Long, Longer, Longest

Pursuant to last week’s musings on place names, a reader offered this by email:

The longest city name is Bangkok.

“Huh?” you might be asking yourself. In my case, that would be short for “For goodness sake, Edmonton is longer than that,” to draw an example not entirely at random. But the answer is that Bangkok is, effectively, the city’s nickname. Here’s the whole thing, from the Guinness Book of Records.


As an aside, this appears to be one of those Dick/Richard, Bill/William, Peggy/Margaret, Sally/Sarah, Polly/Mary nicknames, where the short version doesn’t actually appear in the long, unlike Doug/Douglas. But let’s not get started on nicknames. Well, maybe just a pause to note that this phenomenon is not limited to English. Pepe is the nickname for José, and Paco for Francisco.

If you’d like to explore some other long place names, check this out. And for Canadian places, we can of course turn to Macleans, although Wiki has other ideas, offering Pekwachnamaykoskwaskwaypinwanik Lake in Manitoba (apparently Cree for “where the wild trout are caught with fishing hooks”).

All going to show that there are, if not exactly an endless supply of ways to categorize place names, then at least likely more ways than we strictly need. But need, schmeed, when we’re having fun, right?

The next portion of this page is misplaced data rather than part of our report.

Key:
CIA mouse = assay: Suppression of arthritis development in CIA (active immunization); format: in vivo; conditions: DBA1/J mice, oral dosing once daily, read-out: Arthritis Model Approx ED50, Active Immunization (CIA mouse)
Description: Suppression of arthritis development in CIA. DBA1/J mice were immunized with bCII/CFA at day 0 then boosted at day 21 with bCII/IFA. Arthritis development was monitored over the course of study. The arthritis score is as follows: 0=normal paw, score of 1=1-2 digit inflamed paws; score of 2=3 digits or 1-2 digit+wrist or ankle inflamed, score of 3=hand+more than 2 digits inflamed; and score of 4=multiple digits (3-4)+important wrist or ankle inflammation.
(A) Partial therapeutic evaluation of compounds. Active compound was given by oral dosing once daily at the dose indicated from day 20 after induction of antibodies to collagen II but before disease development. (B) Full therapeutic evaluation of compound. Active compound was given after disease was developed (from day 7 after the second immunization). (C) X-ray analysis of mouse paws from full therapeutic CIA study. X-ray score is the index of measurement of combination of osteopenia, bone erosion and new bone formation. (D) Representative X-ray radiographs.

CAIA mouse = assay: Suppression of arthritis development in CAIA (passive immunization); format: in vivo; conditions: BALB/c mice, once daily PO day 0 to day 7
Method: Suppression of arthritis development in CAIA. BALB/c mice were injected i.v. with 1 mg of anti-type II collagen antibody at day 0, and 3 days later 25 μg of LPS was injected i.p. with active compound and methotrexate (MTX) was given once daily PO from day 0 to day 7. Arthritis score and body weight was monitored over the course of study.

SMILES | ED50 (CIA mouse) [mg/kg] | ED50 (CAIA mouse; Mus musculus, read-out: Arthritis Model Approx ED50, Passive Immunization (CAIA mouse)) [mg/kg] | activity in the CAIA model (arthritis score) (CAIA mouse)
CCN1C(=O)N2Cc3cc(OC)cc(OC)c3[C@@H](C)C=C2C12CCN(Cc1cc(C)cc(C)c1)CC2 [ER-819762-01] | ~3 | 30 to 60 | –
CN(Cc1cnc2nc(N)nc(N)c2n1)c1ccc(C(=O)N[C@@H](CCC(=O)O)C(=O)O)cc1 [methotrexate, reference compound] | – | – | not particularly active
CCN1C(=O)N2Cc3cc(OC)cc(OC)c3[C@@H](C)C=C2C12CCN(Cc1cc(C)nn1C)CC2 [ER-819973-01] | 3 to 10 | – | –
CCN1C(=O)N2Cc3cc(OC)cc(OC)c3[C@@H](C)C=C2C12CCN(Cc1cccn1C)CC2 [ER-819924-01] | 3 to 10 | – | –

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12 Responses to Long, Longer, Longest

  1. Tom Watson says:


    Do I have to know how to pronounce it if I go there?

  2. Jim Taylor says:

    My recollection of Bangkok is that, along with possibly the world’s longest name, the women had the shortest skirts. Not that I was watching, of course….

    Jim T

  3. John Whitman says:

    Isabel – just imagine what it would be like to edit a document written in the English translation of Cree, or maybe worse, Thai.

  4. Mary Gibson says:

    Is there a place where the wild trout are NOT caught with fishing hooks?

    • Isabel Gibson says:

      Mary – I know, right? But maybe this was the short name for “where wild trout are so plentiful you can catch them with hooks, not just with nets.” But a career spent trying to figure out what people meant to say has biased me to assuming they meant something.

  5. Barry Jewell says:

    re: “what people meant to say has biased me to assuming they meant something”

    Sure – and with some it just means that their mouth is open

  6. barbara carlson says:

    To Krug-sit residents, a short city name must seem like just toddler vocalization and their city name — the same!

    So how did “Bangkok” become its nickname?

    • Isabel Gibson says:

      Barbara – That’s funny: toddler vocalizations. Or the short, sharp way a three-year-old speaks: “I want. You do. Give me.” As for the nickname, it seems that it might have been the colloquial name or an anglicization thereof. In Thai, the short form of the ceremonial name is Krung Thep Maha Nakhon or just Krung Thep.

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